International trade secretary Liz Truss said she will ask to become a member of the Comprehensive and Progressive Trans-Pacific Partnership (CPTPP) on Monday.
Negotiations are expected to start this Spring, according to the government, which said that UK trade with the group was worth £111bn last year.
Ms Truss, who is due to face questions about the move on BBC and Sky News on Sunday morning, made the announcement on the anniversary of the UK’s formal departure from the EU.
The Department for International Trade said joining the CPTPP would cut tariffs on food, drink and cars and improve access to the markets of its members, such as Mexico, New Zealand and Vietnam.
Other benefits are said to include easier travel between partnership countries and cheaper visas.
Ms Truss said joining the pact would “create enormous opportunities for UK businesses that simply weren’t there as part of the EU”.
She added: “It will mean lower tariffs for car manufacturers and whisky producers, and better access for our brilliant services providers, delivering quality jobs and greater prosperity for people here at home.”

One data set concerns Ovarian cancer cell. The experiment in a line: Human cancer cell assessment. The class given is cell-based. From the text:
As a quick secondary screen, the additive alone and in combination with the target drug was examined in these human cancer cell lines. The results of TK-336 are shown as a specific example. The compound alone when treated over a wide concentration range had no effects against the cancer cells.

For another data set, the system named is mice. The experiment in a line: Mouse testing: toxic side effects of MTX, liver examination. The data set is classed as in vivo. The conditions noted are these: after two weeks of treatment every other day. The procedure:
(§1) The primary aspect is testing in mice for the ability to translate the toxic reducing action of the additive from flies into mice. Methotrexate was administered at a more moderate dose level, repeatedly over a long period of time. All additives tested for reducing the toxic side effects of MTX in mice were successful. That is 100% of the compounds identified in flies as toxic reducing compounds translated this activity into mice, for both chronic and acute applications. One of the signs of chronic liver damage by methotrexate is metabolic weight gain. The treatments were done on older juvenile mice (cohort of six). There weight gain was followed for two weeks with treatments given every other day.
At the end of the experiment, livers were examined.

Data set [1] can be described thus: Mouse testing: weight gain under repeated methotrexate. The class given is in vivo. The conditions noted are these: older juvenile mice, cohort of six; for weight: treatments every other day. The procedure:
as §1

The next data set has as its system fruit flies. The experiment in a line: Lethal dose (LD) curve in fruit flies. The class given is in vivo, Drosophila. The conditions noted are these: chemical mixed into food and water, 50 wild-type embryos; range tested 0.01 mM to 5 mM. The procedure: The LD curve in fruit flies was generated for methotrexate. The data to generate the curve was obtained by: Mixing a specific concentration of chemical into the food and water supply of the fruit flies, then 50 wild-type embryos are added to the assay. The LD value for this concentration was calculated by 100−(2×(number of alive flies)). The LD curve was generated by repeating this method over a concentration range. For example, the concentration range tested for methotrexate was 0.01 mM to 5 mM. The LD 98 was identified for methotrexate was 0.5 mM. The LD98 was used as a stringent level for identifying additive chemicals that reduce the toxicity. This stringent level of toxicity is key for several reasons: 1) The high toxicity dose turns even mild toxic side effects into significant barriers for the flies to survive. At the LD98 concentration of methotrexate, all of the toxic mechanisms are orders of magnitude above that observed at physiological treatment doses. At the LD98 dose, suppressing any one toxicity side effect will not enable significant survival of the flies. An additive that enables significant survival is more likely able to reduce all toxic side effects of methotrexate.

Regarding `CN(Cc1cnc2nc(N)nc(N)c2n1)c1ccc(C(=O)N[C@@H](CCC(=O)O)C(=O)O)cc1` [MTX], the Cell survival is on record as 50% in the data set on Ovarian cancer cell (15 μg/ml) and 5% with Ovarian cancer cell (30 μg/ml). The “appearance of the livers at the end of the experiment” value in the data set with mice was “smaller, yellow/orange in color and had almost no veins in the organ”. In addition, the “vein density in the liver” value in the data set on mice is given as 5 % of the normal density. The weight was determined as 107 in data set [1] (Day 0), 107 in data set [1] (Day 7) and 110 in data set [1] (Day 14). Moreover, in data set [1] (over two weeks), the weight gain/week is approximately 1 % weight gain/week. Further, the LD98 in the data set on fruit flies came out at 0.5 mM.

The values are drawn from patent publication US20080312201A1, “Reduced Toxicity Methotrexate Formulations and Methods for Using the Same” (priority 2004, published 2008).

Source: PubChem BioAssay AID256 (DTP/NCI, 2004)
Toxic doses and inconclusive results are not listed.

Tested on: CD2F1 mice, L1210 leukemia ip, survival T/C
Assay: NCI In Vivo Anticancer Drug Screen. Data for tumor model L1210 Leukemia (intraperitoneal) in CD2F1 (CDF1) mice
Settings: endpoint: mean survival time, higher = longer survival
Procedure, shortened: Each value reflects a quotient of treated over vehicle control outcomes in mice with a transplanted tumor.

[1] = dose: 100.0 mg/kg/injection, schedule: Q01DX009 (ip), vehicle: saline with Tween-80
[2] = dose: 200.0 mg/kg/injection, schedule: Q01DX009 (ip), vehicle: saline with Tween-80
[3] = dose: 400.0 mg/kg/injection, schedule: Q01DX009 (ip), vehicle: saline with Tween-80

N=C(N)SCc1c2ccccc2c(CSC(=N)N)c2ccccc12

Boris Johnson said applying to join the CPTPP “demonstrates our ambition to do business on the best terms with our friends and partners all over the world and be an enthusiastic champion of global free trade.”
Businesses welcomed the plans, with the Federation of Small Businesses (FSB) saying it would help firms “thrive and succeed more than ever”.
Confederation of British Industry president Lord Bilimoria said: “Membership of the bloc has the potential to deliver new opportunities for UK business across different sectors.”
However shadow international trade secretary Emily Thornberry questioned why the UK had left the EU trade bloc “only to rush into joining another one on the other side of the world without any meaningful public consultation at all.”
She added: “Like any other trade agreement, the advantages of joining the CPTPP will have to be assessed once we see the terms on offer.”
Sue Davies, the head of consumer protection and food policy at Which?, said ministers must ensure joining CPTPP “will bring clear consumer benefits” and does not dilute standards.
“It is important that consumer interests are at the centre of government trade policy as the success of future agreements will be judged on what they deliver for millions of ordinary people in their everyday lives, not just the export opportunities they provide,” she added.
Additional reporting by Press Association